We all make mistakes. Sometimes big ones, sometimes little ones. What happens when you don’t provision for the correct amount of memory for a Hyper-V virtual machine? The process normally includes scheduling downtime, bringing the VM down, changing the memory allocation, bringing it up, and then performing your post-downtime procedure. A new feature in Hyper-V 2016 substantially eases the pain. With some guest operating systems, you can increase or decrease the amount of allocated memory on the fly.

Requirements for Hyper-V Hot Add/Remove Memory

Most of the requirements for hot add/remove of memory follow common sense expectations:

  • Hypervisor must be 2016 version (Windows 10, Windows Server 2016, or Hyper-V Server 2016)
  • Guest operating system must support Hyper-V’s technique for hot add/remove of memory
  • Virtual machine must not have Dynamic Memory enabled
  • Virtual machine configuration version must be a 2016 level
  • You cannot remove memory below 1 gigabyte (1000MB in the tools, not 1024)
  • You cannot remove memory that the guest won’t let go of
  • You cannot add memory beyond host availability or capacity

Virtual machines can be Generation 1 or Generation 2.

Guest Operating System Support for Hyper-V Hot Add/Remove Memory

Hot add/remove of memory is not a singular technology but an umbrella term for different techniques. I freely admit that I don’t understand them all. What matters is that not every operating system supports every method.

These operating systems will work with Hyper-V 2016’s hot add/remove of memory:

  • Windows 10 or later (I only tested with Enterprise and Pro)
  • Windows Server 2016 or later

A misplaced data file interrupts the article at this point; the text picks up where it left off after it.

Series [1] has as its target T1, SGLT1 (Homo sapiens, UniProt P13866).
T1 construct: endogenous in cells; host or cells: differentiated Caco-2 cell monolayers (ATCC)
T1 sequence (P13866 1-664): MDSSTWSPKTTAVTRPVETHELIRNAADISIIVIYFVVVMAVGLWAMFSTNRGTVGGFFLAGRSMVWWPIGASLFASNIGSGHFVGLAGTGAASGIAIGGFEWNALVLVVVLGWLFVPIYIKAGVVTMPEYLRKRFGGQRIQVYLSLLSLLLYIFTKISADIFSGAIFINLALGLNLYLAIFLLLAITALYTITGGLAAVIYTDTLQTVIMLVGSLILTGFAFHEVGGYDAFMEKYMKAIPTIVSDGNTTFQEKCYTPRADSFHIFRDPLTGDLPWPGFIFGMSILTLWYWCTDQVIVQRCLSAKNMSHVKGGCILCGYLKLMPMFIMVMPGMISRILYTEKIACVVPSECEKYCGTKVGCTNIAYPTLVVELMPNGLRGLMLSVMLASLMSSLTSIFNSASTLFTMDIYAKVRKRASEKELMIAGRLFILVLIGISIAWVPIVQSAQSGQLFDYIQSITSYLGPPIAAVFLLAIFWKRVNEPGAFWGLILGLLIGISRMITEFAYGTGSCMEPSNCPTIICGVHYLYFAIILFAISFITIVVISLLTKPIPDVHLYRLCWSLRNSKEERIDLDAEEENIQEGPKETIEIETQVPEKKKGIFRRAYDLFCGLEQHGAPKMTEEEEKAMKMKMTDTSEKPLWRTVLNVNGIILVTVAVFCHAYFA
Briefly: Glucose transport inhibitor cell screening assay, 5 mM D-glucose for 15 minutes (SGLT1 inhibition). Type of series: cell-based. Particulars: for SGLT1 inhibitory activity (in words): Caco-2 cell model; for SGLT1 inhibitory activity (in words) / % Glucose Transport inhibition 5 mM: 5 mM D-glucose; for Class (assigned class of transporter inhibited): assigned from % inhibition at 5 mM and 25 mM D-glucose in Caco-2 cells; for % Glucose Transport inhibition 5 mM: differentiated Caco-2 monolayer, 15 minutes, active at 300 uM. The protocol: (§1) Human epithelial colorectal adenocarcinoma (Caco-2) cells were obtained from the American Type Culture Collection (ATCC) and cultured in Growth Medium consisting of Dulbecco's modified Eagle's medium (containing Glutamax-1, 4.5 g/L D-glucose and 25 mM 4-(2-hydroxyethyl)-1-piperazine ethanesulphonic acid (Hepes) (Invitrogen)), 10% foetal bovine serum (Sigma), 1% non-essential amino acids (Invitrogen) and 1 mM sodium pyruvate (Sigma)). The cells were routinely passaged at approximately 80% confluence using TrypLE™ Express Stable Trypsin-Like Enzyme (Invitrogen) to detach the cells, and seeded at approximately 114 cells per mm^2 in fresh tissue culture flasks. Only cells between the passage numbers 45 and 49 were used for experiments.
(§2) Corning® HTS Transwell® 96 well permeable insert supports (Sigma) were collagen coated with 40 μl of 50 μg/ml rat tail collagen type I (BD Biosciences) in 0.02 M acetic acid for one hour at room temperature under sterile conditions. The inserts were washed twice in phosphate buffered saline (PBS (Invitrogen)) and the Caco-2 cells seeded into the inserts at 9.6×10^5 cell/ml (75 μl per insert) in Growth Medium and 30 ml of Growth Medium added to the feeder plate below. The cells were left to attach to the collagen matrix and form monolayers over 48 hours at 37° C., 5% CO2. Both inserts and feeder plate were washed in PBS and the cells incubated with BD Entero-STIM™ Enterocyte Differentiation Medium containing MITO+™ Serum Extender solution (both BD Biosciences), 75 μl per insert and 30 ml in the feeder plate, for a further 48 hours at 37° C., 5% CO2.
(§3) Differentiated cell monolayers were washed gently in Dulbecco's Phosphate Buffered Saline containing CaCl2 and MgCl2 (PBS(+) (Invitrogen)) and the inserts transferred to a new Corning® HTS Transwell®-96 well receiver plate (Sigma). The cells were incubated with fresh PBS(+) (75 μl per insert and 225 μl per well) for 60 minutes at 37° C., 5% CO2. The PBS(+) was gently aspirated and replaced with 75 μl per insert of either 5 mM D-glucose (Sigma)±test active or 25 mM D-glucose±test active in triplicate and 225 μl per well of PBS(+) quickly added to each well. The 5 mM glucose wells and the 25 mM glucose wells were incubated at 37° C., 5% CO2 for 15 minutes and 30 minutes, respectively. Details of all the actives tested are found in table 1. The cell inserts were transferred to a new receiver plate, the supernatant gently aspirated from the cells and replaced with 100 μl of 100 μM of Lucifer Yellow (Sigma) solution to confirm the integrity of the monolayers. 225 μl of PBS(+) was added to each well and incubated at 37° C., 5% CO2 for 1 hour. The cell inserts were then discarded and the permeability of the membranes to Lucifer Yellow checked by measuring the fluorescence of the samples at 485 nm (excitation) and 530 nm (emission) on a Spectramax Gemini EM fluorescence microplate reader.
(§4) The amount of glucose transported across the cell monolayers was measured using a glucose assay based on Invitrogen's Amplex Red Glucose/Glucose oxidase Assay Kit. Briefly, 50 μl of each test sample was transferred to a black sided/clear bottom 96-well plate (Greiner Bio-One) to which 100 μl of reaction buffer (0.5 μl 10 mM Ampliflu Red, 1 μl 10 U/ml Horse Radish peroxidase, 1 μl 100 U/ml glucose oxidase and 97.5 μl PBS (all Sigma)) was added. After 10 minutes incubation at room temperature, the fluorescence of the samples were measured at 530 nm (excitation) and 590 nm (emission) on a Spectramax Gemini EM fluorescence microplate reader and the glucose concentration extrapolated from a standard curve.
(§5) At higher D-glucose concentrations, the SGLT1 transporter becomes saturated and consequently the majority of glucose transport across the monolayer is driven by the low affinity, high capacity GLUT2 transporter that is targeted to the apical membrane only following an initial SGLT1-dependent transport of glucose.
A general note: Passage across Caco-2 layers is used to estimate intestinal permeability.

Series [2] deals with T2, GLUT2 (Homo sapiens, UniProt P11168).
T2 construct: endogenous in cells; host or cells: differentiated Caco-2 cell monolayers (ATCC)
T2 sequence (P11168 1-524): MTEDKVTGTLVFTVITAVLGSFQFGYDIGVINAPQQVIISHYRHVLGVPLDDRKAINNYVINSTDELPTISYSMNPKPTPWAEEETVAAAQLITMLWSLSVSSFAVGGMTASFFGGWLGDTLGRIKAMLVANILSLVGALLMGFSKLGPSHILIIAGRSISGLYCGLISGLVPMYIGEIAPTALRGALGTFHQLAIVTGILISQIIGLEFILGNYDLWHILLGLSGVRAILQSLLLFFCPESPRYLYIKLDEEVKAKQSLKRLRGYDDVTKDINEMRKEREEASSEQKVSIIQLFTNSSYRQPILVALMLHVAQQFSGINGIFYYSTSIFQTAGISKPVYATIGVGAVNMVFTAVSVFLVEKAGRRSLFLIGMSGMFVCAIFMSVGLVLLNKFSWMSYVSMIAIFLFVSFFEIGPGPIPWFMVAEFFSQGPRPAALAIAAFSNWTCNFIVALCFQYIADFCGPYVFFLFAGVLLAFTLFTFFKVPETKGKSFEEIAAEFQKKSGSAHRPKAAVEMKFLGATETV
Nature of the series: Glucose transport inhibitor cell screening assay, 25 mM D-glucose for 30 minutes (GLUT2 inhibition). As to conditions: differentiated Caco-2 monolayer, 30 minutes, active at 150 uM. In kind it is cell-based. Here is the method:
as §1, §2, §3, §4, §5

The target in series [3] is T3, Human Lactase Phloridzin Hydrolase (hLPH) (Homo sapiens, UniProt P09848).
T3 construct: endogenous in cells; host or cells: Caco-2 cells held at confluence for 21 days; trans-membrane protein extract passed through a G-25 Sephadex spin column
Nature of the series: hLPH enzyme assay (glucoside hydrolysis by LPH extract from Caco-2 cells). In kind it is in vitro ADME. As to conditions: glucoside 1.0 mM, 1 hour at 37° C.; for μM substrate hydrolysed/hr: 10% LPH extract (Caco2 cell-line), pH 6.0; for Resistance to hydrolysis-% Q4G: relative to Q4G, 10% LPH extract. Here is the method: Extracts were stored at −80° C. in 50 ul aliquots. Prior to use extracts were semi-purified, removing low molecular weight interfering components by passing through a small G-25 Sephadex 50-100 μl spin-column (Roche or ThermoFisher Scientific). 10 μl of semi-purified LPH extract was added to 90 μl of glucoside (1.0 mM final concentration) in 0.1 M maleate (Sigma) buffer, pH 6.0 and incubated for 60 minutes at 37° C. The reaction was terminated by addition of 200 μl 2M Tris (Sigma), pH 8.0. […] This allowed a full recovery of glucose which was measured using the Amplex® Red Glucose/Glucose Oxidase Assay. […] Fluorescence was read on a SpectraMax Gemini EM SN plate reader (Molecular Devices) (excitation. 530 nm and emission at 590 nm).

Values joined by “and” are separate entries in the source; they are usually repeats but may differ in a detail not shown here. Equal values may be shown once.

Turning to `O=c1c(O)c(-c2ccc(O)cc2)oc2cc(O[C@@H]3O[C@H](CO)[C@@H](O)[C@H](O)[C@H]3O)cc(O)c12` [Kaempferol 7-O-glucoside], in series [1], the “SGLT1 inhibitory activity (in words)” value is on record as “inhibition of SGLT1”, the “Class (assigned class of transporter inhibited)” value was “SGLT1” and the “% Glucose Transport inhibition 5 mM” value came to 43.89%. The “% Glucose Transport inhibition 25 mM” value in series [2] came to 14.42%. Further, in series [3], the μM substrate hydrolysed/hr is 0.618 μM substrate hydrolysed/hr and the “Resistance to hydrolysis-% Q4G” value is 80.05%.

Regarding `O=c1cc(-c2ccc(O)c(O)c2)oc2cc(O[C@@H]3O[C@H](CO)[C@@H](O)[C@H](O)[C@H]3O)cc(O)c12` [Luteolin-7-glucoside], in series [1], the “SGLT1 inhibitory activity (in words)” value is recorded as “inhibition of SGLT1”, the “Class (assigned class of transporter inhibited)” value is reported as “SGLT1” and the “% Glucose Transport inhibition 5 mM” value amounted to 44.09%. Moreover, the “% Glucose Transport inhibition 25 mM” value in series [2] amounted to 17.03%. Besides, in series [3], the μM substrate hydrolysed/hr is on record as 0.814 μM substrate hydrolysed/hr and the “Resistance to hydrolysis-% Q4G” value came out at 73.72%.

• Some Linux guests… I want to be more specific, but I don’t know exactly how to tell, either

For Linux, check the official documentation on supported guests (that’s the home page, the distribution list links are at the left and bottom). Look for Runtime Memory Resize. I believe that’s the correct entry. However, some of the notes attached to it also reference Dynamic Memory.

Hyper-V Dynamic Memory is not Compatible with Hot/Add Remove Fixed Memory

Dynamic Memory and hot add/remove of memory do not work together. If Dynamic Memory is enabled for a virtual machine, this feature is disabled.

Dynamic Memory does employ a memory hot-add technique, but it is not the same. Dynamic Memory does not use hot remove at all.

I do not know how this affects NUMA distribution. NUMA is not propagated into a guest with Dynamic Memory enabled — or at least, it wasn’t on 2012 R2. Fixed memory VMs do get NUMA propagation. When you hot add or remove memory from a Windows VM, it behaves differently than with Dynamic Memory. My assumption then, is that it handles NUMA propagation without any problems. Linux, however, behaves similarly to Dynamic Memory. So, I don’t know the story there.

Virtual Machine Configuration Version Support for Hyper-V Hot Add/Remove Memory

Hyper-V 2016 has been updated a few times since release. Sometimes, that included an update to the virtual machine configuration version. If you create a virtual machine with a current patch level of Hyper-V 2016, you’ll get at least a version 8 VM. 2016 initially released with the hot add/remove memory feature, so any virtual machine created by 2016 should support it. My oldest virtual machine is at version 7 and it works with hot add/remove.

You can see the configuration version of a virtual machine in Hyper-V Manager:


You can also use PowerShell. The Microsoft.HyperV.PowerShell.VirtualMachine object (the output from Get-VM) exposes a Version property. As of 2.0 of the Hyper-V PowerShell module, the default formatting of Get-VM’s output includes a Version column. For any version of Get-VM, you can directly ask for the version:


If you use Live Migration or import/export to bring a virtual machine over from 2012 R2, it will be at version 5.0. Hot add/remove of memory will not work with that version.

How to Add or Remove Memory from a Running Hyper-V Guest with PowerShell

Probably the best part of this feature is that you don’t need to learn any new tricks. The StartupMemory value continues to represent the memory setting for fixed memory VMs. So, just use Set-VMMemory with the StartupBytes parameter:

If you don’t get any output, the command worked.

How to Add or Remove Memory from a Running Hyper-V Guest with Hyper-V Manager